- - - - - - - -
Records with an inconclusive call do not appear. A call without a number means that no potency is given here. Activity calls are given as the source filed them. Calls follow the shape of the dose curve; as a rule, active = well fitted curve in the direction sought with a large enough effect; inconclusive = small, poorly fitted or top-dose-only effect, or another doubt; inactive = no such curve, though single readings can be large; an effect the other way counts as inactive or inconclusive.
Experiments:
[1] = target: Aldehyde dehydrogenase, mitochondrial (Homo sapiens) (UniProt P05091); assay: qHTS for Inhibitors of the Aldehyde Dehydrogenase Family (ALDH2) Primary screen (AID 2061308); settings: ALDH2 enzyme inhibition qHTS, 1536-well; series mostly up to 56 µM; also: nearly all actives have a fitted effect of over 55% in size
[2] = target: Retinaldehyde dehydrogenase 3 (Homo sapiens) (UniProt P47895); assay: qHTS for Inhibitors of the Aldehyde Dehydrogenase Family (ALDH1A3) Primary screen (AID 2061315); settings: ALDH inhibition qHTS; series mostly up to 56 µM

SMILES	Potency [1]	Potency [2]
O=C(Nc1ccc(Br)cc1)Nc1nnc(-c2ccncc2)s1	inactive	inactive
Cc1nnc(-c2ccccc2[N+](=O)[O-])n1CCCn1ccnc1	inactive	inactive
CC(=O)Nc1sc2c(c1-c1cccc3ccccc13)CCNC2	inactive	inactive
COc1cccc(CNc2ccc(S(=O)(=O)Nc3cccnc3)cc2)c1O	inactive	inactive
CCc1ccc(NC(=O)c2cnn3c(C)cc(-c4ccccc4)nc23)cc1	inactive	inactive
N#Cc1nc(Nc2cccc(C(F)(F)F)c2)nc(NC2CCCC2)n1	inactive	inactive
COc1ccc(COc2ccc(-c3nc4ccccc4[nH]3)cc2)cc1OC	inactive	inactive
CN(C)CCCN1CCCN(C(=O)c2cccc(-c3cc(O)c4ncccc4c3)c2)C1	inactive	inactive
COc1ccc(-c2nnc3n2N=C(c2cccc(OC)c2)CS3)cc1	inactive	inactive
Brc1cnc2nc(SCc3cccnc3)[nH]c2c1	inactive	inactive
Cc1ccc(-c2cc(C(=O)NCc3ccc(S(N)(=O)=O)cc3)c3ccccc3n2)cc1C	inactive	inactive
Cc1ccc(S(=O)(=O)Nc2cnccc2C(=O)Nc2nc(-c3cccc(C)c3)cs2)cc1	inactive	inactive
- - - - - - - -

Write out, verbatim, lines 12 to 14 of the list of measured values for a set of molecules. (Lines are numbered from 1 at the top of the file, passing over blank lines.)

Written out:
COc1ccc(COc2ccc(-c3nc4ccccc4[nH]3)cc2)cc1OC	inactive	inactive
CN(C)CCCN1CCCN(C(=O)c2cccc(-c3cc(O)c4ncccc4c3)c2)C1	inactive	inactive
COc1ccc(-c2nnc3n2N=C(c2cccc(OC)c2)CS3)cc1	inactive	inactive